So your friend just announced her pregnancy. (Or, his wife’s pregnancy) to you. They are first time parents, and you aren’t; you’ve had a child, or maybe more. So, naturally the first thing that pops in your head is that it is your duty to tell them everything they should and should not do when pregnant. Over a short amount of time, say a week or two, you notice this friend isn’t in touch so much. Is it because they are consumed with the pregnancy, or want to be alone?
Maybe, but not likely. A more probable cause for the withdrawl is that you overstepped a boundary.
Of course experienced parents have a lot to offer, but it is always offensive to a newly expectant couple to be overwhelmed with advice when announcing their pregnancy. You’re not only taking dampening the fun of the surprises of this exciting time, but it is inevitable that you’re going to make these parents to be feel incompetent.
So, before you begin with, “be careful of what fish you eat, don’t take hot baths or stand in front of the microwave, and begin playing Mozart now,” think back to how you felt by all of the unsolicited advice when you were expecting.
The best thing to do when people announce a pregnancy is naturally to first congratulate them. And, resist the urge to include with that congratulations the “I have experience but you don’t” statement like, “just wait till you _______” or, “you’re really going to enjoy _____.” Becoming a parent might be old hat for you, but it’s new for them! It’s their very own unique experience at that, and it will be different than the experience you had. Every person experiences a situation differently and from a different perspective. Keep that in mind, and let your friend own their own pregnancy.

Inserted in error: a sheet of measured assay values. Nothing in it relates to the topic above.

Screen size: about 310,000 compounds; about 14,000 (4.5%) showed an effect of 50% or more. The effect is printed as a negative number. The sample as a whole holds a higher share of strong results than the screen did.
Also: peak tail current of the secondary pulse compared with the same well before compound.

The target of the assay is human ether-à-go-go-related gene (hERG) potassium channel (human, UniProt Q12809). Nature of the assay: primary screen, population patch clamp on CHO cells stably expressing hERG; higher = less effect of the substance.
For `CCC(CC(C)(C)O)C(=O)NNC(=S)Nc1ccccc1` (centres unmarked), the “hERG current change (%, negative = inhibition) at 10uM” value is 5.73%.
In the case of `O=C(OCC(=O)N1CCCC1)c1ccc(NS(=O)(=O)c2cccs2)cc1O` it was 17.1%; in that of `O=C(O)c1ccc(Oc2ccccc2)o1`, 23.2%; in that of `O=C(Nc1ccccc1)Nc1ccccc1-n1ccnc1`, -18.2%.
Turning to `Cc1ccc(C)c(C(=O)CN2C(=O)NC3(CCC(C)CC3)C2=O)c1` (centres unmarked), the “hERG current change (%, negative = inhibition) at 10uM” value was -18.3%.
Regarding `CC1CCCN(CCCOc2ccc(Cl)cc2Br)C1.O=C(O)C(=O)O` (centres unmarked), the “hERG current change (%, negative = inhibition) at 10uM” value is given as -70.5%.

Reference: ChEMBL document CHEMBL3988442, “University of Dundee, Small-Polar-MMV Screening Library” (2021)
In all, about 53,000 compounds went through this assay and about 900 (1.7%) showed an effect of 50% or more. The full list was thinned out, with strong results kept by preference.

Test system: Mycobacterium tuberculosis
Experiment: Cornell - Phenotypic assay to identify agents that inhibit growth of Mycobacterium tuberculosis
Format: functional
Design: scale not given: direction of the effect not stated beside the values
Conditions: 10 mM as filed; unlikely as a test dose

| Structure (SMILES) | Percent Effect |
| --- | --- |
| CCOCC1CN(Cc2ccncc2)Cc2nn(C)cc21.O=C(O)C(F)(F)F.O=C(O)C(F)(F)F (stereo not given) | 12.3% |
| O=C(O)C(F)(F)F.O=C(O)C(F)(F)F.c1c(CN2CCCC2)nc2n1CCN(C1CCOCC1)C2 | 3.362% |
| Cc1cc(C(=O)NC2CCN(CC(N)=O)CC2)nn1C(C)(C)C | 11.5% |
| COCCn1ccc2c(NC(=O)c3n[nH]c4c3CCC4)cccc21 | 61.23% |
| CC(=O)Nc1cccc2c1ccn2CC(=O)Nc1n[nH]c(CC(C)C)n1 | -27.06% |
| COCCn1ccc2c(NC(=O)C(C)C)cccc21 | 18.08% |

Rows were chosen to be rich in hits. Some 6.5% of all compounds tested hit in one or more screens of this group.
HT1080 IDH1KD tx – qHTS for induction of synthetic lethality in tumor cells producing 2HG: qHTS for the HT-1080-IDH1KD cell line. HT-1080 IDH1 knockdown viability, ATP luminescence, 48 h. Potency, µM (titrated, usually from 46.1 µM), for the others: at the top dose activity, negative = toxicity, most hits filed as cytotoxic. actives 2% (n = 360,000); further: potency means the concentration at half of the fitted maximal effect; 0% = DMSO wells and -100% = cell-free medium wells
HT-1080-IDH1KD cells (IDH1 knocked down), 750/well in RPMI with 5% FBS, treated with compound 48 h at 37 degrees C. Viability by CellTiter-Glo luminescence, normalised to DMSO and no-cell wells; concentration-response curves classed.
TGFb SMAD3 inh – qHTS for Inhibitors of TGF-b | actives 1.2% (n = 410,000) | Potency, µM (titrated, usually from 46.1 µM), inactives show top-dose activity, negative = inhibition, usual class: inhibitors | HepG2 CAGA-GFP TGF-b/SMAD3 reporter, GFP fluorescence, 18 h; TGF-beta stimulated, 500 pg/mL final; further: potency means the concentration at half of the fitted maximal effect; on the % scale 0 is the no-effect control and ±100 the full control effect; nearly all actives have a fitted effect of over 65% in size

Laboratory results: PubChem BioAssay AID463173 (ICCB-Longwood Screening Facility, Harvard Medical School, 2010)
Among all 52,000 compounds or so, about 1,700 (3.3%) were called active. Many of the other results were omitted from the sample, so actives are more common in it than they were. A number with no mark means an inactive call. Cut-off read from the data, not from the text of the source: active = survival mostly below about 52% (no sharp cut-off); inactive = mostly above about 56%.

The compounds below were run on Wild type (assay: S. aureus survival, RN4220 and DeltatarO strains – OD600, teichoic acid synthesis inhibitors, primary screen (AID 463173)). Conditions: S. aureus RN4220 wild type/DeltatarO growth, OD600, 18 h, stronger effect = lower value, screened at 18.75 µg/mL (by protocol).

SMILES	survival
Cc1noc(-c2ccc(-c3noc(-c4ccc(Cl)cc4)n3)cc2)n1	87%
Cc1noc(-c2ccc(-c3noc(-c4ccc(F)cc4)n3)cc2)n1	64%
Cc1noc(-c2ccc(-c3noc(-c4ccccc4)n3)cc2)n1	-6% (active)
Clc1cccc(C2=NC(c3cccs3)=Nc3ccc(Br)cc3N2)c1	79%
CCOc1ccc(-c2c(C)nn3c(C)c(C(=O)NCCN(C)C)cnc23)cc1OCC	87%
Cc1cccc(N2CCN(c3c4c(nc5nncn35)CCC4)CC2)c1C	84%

Secondly, it is a good idea to offer whatever baby gear you have that you no longer need, because having a child, as you know, is expensive! Even things like the baby monitor or bottle warmer are hand me downs that will be received with gratitude. However, if your friends want to buy their own new stuff, don’t be offended. It’s like a family buying a new house and wanting all new furniture for it. Some people just value “new start” approaches more than others. If this is the case, don’t take it personally.
Last but not least, offer advice or help whenever your friends decide they want it. Offer to them your availability for this, when they care to solicit for it. More than likely, you’d be the person they come to when you handle the situation like that.